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I submitted my application for grad school with some professors as my potential supervisors. I have never contacted them prior to my submission.

Days ago I sent an email to one of them and asked him to take a look at my application and later he invited me to an interview. Interview went well but at the end he said there are some other candidates that he is interested in and he would interview them too. So I have to wait for the admission committee decisions.

In this situation, is it wise to contact other professors listed in my application and present my case to them? Some of them are working in a similar field to this professor and others have different research interests.

Please note that in my statement of purpose and CV, I mentioned my research goals which are inline with these potential supervisors' interests.

  • Since you say "my application for grad school" (singular), are these other professors at the same university/department? Departmental politics might influence the answer in that case. – Anyon Jan 23 at 20:28
  • I am not sure that all professors listed on application automatically got notified about my application. Since the university online form was somehow weird and has a textbox for list of professors. (not checkboxes or list boxes) – Ji Un Jan 23 at 20:29
  • @Anyon: Yes, they are all in the same department (CS) and have similar research fields. – Ji Un Jan 23 at 20:30
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Yes, you should keep looking until you get a commitment. It would be unwise to delay. I'm sure the person you talked to isn't expecting you to ignore other possibilities or follow up on them. Otherwise you would have gotten an offer.

Of course, you may be in a place where actual admission isn't in the hands of advisors, but a committee. In this case, no one can properly "accept" you until the larger institution does. So all offers in such places, from potential advisors, are tentative. Other places, the advisors accept and hire students, but even there, until you get a commitment, keep looking.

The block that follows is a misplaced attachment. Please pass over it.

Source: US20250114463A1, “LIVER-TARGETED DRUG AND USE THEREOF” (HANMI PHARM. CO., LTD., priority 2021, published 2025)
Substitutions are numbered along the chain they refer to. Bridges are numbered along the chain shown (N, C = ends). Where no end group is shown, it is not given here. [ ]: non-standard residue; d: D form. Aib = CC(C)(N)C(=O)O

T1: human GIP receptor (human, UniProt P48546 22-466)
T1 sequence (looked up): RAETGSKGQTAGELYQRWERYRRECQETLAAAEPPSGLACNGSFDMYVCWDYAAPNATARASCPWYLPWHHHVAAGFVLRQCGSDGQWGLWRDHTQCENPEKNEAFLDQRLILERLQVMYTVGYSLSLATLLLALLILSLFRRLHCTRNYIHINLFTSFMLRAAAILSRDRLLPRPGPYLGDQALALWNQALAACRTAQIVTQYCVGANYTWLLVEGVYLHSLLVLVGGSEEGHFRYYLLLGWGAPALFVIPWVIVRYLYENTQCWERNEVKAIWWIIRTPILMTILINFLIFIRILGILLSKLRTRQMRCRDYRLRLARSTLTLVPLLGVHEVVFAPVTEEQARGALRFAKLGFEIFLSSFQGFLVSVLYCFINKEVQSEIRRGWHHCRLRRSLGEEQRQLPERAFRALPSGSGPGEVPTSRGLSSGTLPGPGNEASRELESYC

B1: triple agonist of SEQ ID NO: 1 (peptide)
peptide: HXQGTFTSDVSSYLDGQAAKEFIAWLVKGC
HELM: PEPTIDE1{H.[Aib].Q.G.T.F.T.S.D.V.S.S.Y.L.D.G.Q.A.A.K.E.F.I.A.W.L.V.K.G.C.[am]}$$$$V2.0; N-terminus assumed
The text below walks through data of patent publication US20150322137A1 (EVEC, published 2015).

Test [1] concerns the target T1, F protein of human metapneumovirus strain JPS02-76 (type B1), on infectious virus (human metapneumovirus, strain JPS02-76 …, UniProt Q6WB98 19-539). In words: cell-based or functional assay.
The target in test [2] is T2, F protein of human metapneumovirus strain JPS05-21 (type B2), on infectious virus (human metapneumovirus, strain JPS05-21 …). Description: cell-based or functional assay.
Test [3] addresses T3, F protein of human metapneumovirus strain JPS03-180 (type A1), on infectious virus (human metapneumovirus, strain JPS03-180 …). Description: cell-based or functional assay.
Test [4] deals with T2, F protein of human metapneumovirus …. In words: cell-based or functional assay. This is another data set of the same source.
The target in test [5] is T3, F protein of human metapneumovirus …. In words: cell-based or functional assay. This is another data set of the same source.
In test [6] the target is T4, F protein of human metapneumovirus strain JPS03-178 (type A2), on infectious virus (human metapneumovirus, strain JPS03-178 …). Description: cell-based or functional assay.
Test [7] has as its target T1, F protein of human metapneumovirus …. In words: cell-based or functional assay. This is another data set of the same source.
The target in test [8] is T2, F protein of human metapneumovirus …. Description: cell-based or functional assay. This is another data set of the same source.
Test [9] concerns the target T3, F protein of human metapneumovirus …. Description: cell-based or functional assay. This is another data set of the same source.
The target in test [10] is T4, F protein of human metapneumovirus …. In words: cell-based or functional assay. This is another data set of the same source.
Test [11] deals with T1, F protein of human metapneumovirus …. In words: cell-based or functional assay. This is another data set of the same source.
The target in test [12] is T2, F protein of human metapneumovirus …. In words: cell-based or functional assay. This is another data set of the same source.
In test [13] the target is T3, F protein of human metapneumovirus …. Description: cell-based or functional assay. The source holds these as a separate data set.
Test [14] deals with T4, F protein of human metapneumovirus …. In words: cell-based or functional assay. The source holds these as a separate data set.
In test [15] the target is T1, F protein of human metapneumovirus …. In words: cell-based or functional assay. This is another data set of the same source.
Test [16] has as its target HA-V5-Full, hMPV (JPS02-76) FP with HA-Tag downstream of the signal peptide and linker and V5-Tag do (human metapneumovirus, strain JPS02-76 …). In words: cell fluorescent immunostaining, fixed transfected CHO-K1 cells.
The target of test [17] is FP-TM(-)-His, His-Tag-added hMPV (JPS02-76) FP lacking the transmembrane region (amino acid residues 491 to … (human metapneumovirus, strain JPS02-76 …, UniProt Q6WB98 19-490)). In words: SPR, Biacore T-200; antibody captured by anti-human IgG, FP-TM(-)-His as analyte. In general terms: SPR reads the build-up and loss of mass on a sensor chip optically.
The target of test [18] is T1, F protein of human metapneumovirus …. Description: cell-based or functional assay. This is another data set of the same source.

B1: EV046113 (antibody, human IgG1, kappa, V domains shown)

Of course, you need to be honest, when asked, if you are following up other leads. They will likely be aware, of course, since they know each other. This can't hurt you, and might even help.

If you are in a position to visit the institution in person, you might consider doing that and speaking to some of these professors. Email is much less effective in this sort of thing.

  • Agreed. Would add that a phone call is reasonable if visit unfeasible. (Younger generation sometimes doesn't consider to pick up the blower.) That said, this newfangled email thing is nice for getting preprints/reprints instead of the thing in the mail... – guest Jan 23 at 21:03
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Yeah, it's a good idea. It's not purely (or even mostly) to help your application. This guy might be your advisor (which is a decision from each end). Plus it's just networking, learn about his work and all.

I would not be put out if he has minimal time or refers you to a grad student or postdoc in the group. Especially if he has a big group, he has a lot to do and doesn't even know if you will be coming to his school or not.

I wouldn't canvas the waterfront, but I would reach out to a few (3? 5?) of the choicer options. Not just at this school but others.


Dear Professor X:

I am a rising senior at Enormous State University, applying to mechanical engineering Ph.D. grad schools, including SuperIvy. I noticed you in particular because of your work in ball bearings. (I did some undergraduate widget research at ESU. Just love the little metal shiny thing field of engineering.)

Would love a chance to chat with you briefly or someone in your group. Like to learn about what you are doing and get any suggestions as I go through movement towards Ph.D. programs.

Thanks in advance.

-Juin

  • Your sample seems a bit "flip" and unserious. I think it unlikely to attract much attention in that form. – Buffy Jan 23 at 21:04
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I think it is a good idea to contact other professors on your list. It is better to see that you're doing something to pursue.

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